Peterson’s metamorphosis into a killing machine has been the highlight of the show. We’ve seen every twist, turn and injury that has lead him to this point, and I really wish we’d seen more of him. Which is more than I can say for Skye. Thanks to wonderdrug GH-325 (harvested organically from only the finest mutilated alien corpses) Skye is already up and around, begging to be allowed to do something. As a reward for her being the Chosen One and having taken a couple of bullets, she finally gets upgraded to full S.H.I.E.L.D. agent status in front of the team and all of Coulson’s agent buddies – Grant, Triplett, Sitwell, Blake and Hand.


This meeting of S.H.I.E.L.D. middle-managers is a direct result of Coulson having had a brilliant idea: instead of waiting for the Clairvoyant to screw things up again, why not just go after him? It really is kind of amazing that a team of purported expert field agents took this long to realize that the best defense is a good offense. The entire pursuit plan is based on old files that S.H.I.E.L.D. just had lying around. The linchpin of the plan is Skye. (Of course she is.) The plan, however, doesn’t go fantastically, which leads to Sitwell and Hand bowing out of the final assault to take down Deathlok and the Clairvoyant. Sitwell leaves to go be in Captain America: The Winter Soldier, while Hand is really just more comfortable behind her big board at the Hub than in a field op situation.

From this point on, the twists come fast and furious, even catching me off-guard a few times. This is something that goes a long way toward mitigating the other problems I had with “End of the Beginning” (except Deathlok – Deathlok’s cool). Yes, we found out at the end of “The Yes Men” that May has not been playing straight with the team, but why? And under whose orders? And for how long?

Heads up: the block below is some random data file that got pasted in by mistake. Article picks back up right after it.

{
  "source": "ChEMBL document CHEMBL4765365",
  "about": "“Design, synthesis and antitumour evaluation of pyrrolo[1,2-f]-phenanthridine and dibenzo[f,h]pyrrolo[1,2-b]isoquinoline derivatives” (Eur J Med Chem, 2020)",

Throughout the entire season, May has been by turns the most interesting and least consistent member of the team, her dour focus at different times evoking a deeply wounded soul, an emotionless machine, or a fierce mama bear to the team. The idea of having her as a turncoat, even if it is par for the course of her constantly changing character, conflicts with the glimpses S.H.I.E.L.D. has given us of May at her best. I’m hoping she’s a Life Model Decoy or something. The episode also seems to telegraph that Nick Fury is up to no good, and heavily implies that May’s treachery may have something to do with that.


Speaking of behaving out of character, both Coulson and Ward indulge in bad decisions and histrionics that conflict with the collected adherence to rules the two had demonstrated throughout the entire season. I can’t say exactly what it is they do so as not to spoil the second half of “The End of the Beginning”, but I will say that I find their actions a little unbelievable, even under intense pressure.

I really should have been much more pleased with this episode than I was. There were some fairly decent beats, the story held together despite some initial logical inconsistencies, and it didn’t come off as especially racist or sexist (which isn’t always the case on Agents of S.H.I.E.L.D.)At the end of the day, some of the characters don’t act quite like themselves, (except, obviously, Skye, who continues to be way more important than her actions would merit), but the episode gives us a full-on supervillain hunt and an answer to who or what the Clairvoyant is. What the Clairvoyant actually wants, and how the S.H.I.E.L.D. crew intends to find and stop him remains to be seen. It’s a blatant setup for the season finale, and a decent mythology episode despite some issues, so I am cautiously looking forward to what comes next. If nothing else, we’ll be seeing Bill Paxton and Patton Oswalt on the same show.